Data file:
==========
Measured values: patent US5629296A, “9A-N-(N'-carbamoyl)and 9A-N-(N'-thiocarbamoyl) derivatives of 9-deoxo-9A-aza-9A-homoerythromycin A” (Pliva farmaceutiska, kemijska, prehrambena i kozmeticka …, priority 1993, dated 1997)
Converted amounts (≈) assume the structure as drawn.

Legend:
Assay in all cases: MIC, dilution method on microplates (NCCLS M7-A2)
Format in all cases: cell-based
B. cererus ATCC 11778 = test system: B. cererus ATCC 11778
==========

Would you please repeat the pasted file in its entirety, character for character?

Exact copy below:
Measured values: patent US5629296A, “9A-N-(N'-carbamoyl)and 9A-N-(N'-thiocarbamoyl) derivatives of 9-deoxo-9A-aza-9A-homoerythromycin A” (Pliva farmaceutiska, kemijska, prehrambena i kozmeticka …, priority 1993, dated 1997)
Converted amounts (≈) assume the structure as drawn.

Legend:
Assay in all cases: MIC, dilution method on microplates (NCCLS M7-A2)
Format in all cases: cell-based
B. cererus ATCC 11778 = test system: B. cererus ATCC 11778